In my own case… I’ve liked f**king around… and as I point out in the book, “open” relationships, “poly,” sex clubs… they’re a way to f**k around while retaining the girl, or the primary girl, cause most girls will want to define the relationship with the guy they’re f**king, relatively quickly. They’ll want to “lock him down” if you prefer that terminology (I often don’t, but girls use it). This is a way to keep a girl around, offer her super exciting experiences, but still have some of the prowl. For a guy who wants to be a player, this can be a powerful ideology and frame. I don’t want to pretend it doesn’t have huge costs, though. Many “poly” advocates are simply delusional about its costs, particularly in terms of family and children. Human societies are organized around family and kinship for good reasons. We’ve spent the last bunch of centuries trying to reorient around strangers and material goods. This has some good things associated with it but it has some costs, too. We’ve decided to elevate the individual over the family or community… which has some nice features… and some bad ones… we’re almost never willing to even state directly that this has happened.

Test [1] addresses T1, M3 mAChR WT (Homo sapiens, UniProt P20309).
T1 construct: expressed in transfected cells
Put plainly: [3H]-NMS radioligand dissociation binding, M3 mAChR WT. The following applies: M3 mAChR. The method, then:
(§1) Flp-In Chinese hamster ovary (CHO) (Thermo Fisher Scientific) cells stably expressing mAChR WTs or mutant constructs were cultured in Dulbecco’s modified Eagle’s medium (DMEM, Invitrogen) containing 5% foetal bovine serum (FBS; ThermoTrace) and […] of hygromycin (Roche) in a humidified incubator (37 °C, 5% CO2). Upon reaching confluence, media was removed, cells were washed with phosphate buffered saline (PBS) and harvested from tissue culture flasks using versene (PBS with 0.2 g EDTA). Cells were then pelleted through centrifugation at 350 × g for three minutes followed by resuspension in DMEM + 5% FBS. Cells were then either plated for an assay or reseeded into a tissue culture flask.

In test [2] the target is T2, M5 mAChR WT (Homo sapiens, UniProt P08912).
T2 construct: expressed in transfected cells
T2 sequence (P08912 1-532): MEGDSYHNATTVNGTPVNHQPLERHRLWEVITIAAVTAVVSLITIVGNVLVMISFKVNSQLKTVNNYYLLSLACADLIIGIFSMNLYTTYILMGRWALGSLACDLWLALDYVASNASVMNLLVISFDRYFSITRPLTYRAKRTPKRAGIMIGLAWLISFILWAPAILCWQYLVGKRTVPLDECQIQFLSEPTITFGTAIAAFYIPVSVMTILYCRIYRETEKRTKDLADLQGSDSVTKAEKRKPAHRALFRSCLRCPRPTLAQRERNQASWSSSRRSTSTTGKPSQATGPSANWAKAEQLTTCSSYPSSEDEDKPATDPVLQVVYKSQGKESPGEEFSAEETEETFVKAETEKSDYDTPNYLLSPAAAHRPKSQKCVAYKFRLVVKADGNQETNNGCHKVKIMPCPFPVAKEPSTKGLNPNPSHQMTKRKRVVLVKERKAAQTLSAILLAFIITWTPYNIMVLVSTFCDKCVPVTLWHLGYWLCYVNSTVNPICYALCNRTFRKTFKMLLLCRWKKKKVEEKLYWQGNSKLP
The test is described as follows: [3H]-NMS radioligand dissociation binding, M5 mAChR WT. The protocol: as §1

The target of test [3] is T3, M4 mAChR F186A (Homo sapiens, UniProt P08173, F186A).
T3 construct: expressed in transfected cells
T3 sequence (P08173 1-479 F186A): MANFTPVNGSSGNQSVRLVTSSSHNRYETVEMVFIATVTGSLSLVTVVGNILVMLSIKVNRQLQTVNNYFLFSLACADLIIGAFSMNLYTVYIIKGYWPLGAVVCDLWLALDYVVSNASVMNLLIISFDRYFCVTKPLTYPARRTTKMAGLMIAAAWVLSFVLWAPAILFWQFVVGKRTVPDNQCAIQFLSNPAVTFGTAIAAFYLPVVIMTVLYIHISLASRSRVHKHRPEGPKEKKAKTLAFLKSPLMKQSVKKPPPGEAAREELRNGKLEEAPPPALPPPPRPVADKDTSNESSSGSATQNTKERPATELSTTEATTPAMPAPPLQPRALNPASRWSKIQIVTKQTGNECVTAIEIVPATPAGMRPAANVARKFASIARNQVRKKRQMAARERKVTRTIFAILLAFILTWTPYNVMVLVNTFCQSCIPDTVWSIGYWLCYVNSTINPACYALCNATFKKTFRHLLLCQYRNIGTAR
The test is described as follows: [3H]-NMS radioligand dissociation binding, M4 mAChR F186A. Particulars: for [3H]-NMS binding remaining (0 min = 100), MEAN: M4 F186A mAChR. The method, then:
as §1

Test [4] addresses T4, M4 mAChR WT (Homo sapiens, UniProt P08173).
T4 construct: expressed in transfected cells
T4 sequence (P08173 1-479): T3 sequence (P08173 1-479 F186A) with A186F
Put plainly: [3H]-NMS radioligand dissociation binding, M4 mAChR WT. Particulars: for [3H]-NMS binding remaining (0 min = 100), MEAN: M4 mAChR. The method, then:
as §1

There’s an argument kicking around the evolutionary biology communities, that intelligence didn’t really evolve to solve problems or be objectively “right,” but to form group coalitions and support a given narrative. That may be why “intelligent” people in an IQ sense may be better at self-delusion and maintaining narratives than less intelligent people. We see this especially in places like politics, where most people prefer tribe to knowledge. High-IQ poly people can convince themselves and sometimes others of their narrative, without having the desire to question their own narrative or discover what’s “underneath” it. The higher their IQ, the more “reasons” and rationalizations they can come up with. And many of those reasons are real… in specific circumstances. 

Poly is probably bad for societies, because it creates male winner-take-most systems. But as people become more individualistic and ever-less connected to family and place, we’re seeing the rise of alternate relationships styles. Like old-school Roissy used to say, “enjoy the decline.” Or figure out how to make it work. And there are also plenty of chicks out there who aren’t participating in the modern mating game… but they’re not the ones on the apps, out in bars, etc. They’re probably already in a relationship and meet men through family, school, and friends. They’re the girls who, if you’re not serious about a relationship and family, will disappear right away. Who will stick around if you’re not? That’s where the game comes from.